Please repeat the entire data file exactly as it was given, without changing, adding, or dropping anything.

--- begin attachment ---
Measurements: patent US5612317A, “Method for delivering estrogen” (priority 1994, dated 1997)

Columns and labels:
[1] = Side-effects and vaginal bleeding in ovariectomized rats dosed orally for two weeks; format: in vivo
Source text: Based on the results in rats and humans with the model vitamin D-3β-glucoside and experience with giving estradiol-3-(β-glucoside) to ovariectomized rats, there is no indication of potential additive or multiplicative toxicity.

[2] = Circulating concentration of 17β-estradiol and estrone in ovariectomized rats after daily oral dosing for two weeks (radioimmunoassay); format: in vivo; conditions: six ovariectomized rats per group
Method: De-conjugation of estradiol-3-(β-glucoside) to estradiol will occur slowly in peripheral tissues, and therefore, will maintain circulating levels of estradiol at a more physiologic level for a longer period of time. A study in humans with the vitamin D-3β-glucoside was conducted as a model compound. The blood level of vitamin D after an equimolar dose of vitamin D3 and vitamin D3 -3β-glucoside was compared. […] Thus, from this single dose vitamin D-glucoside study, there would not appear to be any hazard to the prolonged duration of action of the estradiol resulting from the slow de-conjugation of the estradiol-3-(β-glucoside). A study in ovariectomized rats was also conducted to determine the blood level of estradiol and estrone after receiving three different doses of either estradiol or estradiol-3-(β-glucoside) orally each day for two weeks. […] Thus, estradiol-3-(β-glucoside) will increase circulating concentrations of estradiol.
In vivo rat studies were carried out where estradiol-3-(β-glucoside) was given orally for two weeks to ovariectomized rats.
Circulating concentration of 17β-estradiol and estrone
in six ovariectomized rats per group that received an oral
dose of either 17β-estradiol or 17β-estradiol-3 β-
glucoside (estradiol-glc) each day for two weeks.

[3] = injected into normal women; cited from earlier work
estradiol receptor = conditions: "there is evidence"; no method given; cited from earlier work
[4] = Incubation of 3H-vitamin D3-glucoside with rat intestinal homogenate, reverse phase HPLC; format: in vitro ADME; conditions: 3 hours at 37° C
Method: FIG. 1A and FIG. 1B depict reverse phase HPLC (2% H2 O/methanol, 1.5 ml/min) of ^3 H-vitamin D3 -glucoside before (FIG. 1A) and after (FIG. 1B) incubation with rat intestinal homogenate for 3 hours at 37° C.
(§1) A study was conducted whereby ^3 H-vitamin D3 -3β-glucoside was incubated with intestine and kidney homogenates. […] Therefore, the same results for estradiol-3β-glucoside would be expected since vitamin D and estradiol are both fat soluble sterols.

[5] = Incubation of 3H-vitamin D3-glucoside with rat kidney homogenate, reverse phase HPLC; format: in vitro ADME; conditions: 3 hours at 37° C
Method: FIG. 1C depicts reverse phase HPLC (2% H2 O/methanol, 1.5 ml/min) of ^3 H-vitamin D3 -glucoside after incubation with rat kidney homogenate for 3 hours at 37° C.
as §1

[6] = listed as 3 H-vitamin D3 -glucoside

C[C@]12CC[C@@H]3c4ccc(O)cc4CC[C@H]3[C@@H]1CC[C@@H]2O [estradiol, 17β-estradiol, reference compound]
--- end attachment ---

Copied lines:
Measurements: patent US5612317A, “Method for delivering estrogen” (priority 1994, dated 1997)

Columns and labels:
[1] = Side-effects and vaginal bleeding in ovariectomized rats dosed orally for two weeks; format: in vivo
Source text: Based on the results in rats and humans with the model vitamin D-3β-glucoside and experience with giving estradiol-3-(β-glucoside) to ovariectomized rats, there is no indication of potential additive or multiplicative toxicity.

[2] = Circulating concentration of 17β-estradiol and estrone in ovariectomized rats after daily oral dosing for two weeks (radioimmunoassay); format: in vivo; conditions: six ovariectomized rats per group
Method: De-conjugation of estradiol-3-(β-glucoside) to estradiol will occur slowly in peripheral tissues, and therefore, will maintain circulating levels of estradiol at a more physiologic level for a longer period of time. A study in humans with the vitamin D-3β-glucoside was conducted as a model compound. The blood level of vitamin D after an equimolar dose of vitamin D3 and vitamin D3 -3β-glucoside was compared. […] Thus, from this single dose vitamin D-glucoside study, there would not appear to be any hazard to the prolonged duration of action of the estradiol resulting from the slow de-conjugation of the estradiol-3-(β-glucoside). A study in ovariectomized rats was also conducted to determine the blood level of estradiol and estrone after receiving three different doses of either estradiol or estradiol-3-(β-glucoside) orally each day for two weeks. […] Thus, estradiol-3-(β-glucoside) will increase circulating concentrations of estradiol.
In vivo rat studies were carried out where estradiol-3-(β-glucoside) was given orally for two weeks to ovariectomized rats.
Circulating concentration of 17β-estradiol and estrone
in six ovariectomized rats per group that received an oral
dose of either 17β-estradiol or 17β-estradiol-3 β-
glucoside (estradiol-glc) each day for two weeks.

[3] = injected into normal women; cited from earlier work
estradiol receptor = conditions: "there is evidence"; no method given; cited from earlier work
[4] = Incubation of 3H-vitamin D3-glucoside with rat intestinal homogenate, reverse phase HPLC; format: in vitro ADME; conditions: 3 hours at 37° C
Method: FIG. 1A and FIG. 1B depict reverse phase HPLC (2% H2 O/methanol, 1.5 ml/min) of ^3 H-vitamin D3 -glucoside before (FIG. 1A) and after (FIG. 1B) incubation with rat intestinal homogenate for 3 hours at 37° C.
(§1) A study was conducted whereby ^3 H-vitamin D3 -3β-glucoside was incubated with intestine and kidney homogenates. […] Therefore, the same results for estradiol-3β-glucoside would be expected since vitamin D and estradiol are both fat soluble sterols.

[5] = Incubation of 3H-vitamin D3-glucoside with rat kidney homogenate, reverse phase HPLC; format: in vitro ADME; conditions: 3 hours at 37° C
Method: FIG. 1C depicts reverse phase HPLC (2% H2 O/methanol, 1.5 ml/min) of ^3 H-vitamin D3 -glucoside after incubation with rat kidney homogenate for 3 hours at 37° C.
as §1

[6] = listed as 3 H-vitamin D3 -glucoside

C[C@]12CC[C@@H]3c4ccc(O)cc4CC[C@H]3[C@@H]1CC[C@@H]2O [estradiol, 17β-estradiol, reference compound]